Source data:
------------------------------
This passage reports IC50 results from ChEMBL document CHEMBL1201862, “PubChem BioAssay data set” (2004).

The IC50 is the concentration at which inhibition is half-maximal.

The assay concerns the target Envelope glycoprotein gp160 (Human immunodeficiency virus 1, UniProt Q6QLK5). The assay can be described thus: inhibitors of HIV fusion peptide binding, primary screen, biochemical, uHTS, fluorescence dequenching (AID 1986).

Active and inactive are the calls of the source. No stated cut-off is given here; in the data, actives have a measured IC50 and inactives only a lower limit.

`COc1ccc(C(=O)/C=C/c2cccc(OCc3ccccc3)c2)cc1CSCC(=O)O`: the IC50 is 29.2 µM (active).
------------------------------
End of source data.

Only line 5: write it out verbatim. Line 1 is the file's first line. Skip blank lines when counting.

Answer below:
`COc1ccc(C(=O)/C=C/c2cccc(OCc3ccccc3)c2)cc1CSCC(=O)O`: the IC50 is 29.2 µM (active).